Just remembering the time he told us about the "dog" that broke your windshield on your first solo driving expedition. He ended up laughing so hard he couldn't get to the end of the story.
I loved seeing Bob and Gloria and Lauren in London a few years back. Dave and I were only there for a couple of days and it was such a treat to get a little family reunion in. Before that, Bob and I drove to a tricycle maker in Rhode Island. I wasn't sure what to except when he said he was in the market for a tricycle. It turned out to be awesome, we sped around the neighborhood on these low three wheel bikes (me somewhat slower) and in the ended up ordering one. It was really nice to reconnect with such a fabulous uncle.Oh, and as a child I thought Bob had written "Uncle John's Band" about my dad. :-)
A few years ago, Bob was in San Diego for work. As a recent college graduate, trying to figure out what I was doing, where I was going etc... it was great to have a chance to see family. I met up with Bob in front of his hotel, and we headed up Fifth Ave. After a couple drinks at a bar, I forget the name, we chose to have dinner at Lou & Mickey's, a nice steakhouse in the heart of the Gaslamp district downtown. I believe we each ordered a Rib-eye steak and sides of scalloped potatoes. Besides the food being good, what I remember most is just enjoying Bob's company, having a few laughs, and listening to him tell stories about work and life. He is a great storyteller. Driving home that night, I felt more relaxed, having spent time with a wonderful uncle in a city that I now call home. I now work in downtown San Diego, and every night that I go in to work, I pass that same hotel, and smile thinking of that night we had dinner together.
Bob told me this story when I was in Atlanta last August. It seems there were some branches on his roof that needed to be removed (or some minor roof chore along that line), so Bob got out a ladder. His neighbor Harold who lives across the street came over, and the conversation went something like this:Harold: Bob, you're sick, you shouldn't be climbing up on the roof. Let me do it.Bob: Harold, you're 80 years old, you can't climb on the roof. Besides, Ernestine is sitting on your porch watching us, and she'll kill me if I let you do it. Harold: Well, Gloria is watching out the window and she'll kill me if I let you do it. You might fall of the roof and hurt yourself.Bob: If I fall off the roof and kill myself, what difference does it make?Guess who went up on the roof?Hint: he wasn't 80 years old.
3 of them: 1. I participated (along Bob and Gloria) in a ~40 km bike ride from Barcelona to Sitges in 2010. Somewhere past the 20km mark we started having some rough uphills. On one of these I pushed to hard and almost passed out. Bob saw I was about to die there, slowed down next to me, started with "Alberto Contador is pushing hard up the hill... Contador is giving his best.. come on Contador" (Contador is the Spanish biker/winner of Tour de France..) and stayed with me until the top of the hill. Gave me one of the 2 cereal bars he had when we got up there, waited up and made sure I was OK. hearing someone shouting "Contadooor, Contadoor is pushing.." next to you when you were breathing your last breath was, hilarious and life saver at the same time :-) 2. It's not that I was involved in it, but listening the African village story (the one where one of the natives who accompanied them was shot to death) from him... priceless. 3. Bob taught me that there exists something called "the Daily Show" on this planet. Eternal gratitude...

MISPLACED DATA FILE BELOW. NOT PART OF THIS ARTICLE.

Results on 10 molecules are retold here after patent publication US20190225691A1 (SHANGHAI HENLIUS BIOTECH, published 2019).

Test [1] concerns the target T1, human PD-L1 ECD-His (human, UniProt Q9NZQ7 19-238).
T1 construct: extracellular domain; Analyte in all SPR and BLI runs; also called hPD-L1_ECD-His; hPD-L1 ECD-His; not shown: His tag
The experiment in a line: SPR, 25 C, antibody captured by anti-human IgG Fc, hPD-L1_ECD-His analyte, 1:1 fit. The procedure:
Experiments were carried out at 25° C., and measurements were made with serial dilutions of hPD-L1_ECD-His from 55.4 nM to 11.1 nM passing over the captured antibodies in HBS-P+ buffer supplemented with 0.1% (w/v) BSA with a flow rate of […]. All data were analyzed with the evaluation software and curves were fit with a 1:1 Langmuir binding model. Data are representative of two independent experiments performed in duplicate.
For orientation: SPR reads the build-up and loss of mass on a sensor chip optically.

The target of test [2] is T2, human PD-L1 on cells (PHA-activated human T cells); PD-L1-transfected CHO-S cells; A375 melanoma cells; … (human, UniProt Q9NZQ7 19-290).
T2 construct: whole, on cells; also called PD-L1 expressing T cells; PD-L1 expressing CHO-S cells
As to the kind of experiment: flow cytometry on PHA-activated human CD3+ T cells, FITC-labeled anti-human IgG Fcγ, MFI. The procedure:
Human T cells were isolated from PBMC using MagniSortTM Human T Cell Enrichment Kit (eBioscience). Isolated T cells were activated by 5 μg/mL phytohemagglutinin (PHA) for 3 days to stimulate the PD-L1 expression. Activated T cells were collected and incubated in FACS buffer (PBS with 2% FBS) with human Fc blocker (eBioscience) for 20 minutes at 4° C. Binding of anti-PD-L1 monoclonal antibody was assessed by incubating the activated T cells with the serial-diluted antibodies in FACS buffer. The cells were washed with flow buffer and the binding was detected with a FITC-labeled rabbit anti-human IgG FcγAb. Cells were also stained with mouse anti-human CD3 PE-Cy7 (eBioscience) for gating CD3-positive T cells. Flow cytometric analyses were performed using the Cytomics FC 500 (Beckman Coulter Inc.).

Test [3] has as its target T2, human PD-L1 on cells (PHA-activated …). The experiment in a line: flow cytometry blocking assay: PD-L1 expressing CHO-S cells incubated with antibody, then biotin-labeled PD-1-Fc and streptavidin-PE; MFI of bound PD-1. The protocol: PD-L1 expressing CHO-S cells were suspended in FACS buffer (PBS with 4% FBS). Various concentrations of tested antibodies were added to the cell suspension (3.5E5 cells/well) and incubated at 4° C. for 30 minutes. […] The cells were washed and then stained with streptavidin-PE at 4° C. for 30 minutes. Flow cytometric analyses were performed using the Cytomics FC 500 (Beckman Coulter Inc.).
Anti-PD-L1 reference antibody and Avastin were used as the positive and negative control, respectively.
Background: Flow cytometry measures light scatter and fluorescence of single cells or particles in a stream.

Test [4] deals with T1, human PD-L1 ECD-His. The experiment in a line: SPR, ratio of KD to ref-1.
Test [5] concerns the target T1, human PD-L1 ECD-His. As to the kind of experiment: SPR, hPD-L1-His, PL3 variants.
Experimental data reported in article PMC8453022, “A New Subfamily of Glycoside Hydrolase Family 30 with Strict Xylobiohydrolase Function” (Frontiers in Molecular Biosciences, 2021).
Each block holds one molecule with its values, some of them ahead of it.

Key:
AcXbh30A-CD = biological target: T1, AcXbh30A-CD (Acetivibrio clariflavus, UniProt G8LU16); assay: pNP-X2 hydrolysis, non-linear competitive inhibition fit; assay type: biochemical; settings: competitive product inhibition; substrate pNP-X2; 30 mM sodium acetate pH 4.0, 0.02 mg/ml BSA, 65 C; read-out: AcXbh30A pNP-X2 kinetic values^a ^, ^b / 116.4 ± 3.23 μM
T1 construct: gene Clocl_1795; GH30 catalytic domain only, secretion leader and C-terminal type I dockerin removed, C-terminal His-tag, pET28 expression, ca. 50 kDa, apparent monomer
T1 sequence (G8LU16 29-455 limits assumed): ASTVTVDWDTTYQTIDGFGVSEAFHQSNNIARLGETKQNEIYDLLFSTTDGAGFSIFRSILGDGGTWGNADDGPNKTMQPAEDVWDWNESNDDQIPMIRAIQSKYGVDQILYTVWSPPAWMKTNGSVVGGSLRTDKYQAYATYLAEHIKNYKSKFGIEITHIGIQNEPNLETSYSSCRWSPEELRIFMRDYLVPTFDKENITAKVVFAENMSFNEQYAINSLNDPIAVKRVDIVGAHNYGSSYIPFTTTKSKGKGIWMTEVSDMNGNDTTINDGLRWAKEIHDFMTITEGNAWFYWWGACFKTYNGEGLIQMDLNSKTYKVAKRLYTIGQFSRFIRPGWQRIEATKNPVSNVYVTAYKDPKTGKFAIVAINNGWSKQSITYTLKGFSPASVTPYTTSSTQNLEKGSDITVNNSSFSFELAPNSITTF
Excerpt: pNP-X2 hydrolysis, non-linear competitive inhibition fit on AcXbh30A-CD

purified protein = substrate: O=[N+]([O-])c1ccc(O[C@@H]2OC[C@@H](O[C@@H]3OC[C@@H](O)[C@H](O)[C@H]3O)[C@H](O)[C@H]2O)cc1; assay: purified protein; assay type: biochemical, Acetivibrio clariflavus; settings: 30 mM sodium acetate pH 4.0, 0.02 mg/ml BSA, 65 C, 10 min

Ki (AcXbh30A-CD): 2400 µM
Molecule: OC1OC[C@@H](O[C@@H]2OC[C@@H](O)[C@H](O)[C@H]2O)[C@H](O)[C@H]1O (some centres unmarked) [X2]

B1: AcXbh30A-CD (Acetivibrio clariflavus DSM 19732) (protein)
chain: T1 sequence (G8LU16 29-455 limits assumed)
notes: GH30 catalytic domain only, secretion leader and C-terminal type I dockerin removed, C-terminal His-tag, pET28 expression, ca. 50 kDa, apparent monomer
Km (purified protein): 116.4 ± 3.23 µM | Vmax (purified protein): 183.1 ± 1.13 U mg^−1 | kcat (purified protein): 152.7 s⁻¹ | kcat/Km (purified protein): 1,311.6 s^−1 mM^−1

One of my favorite stories about my dad is (not surprisingly) also about me. Being a part of a multiracial family is always interesting but interracial couples were a lot more rare in the late 1970s than they are today. My parents were trepidatious about traveling through the south then. We were on a trip in either Mississippi or Louisiana and my dad was taking me to the bathroom at a gas station when he was approached by the gas station attendant. He stood and stared at my dad and then stared at me and then stared at my dad again. Finally, he asked - "is that your son?" "Yes," my dad replied. After a few moments of silence the gas station attendant says, "oh well...yeah he does kinda look like you."
There are so many amazing stories that I could share with you about my dad. In 32 almost 33 years, I have done so many amazing things with him that it's hard to pick just one. I will say that one that sticks out right now is when I was playing softball with the CDC softball team. My dad was known for his softball skills from "back in the day" and had quite the reputation. I hit a homerun in one of the games and my dad was truly amazed. He hadn't hit a home run in quite some years. I just remember that he was more excited about the hit than I was. And knowing him, I sure he told EVERYBODY that would listen about this. But that kind of sums up how my dad felt about his children (and his wife), he was always so proud of us. Even in the last doctor's visit, when my dad was getting probably the worst news of his life...I remember the only thing he said after receiving this news, "have you met my daughter and my son?"
@Nancy - so I'm guessing I will never live down the dog story. And let the record show..an adult told me to use that story!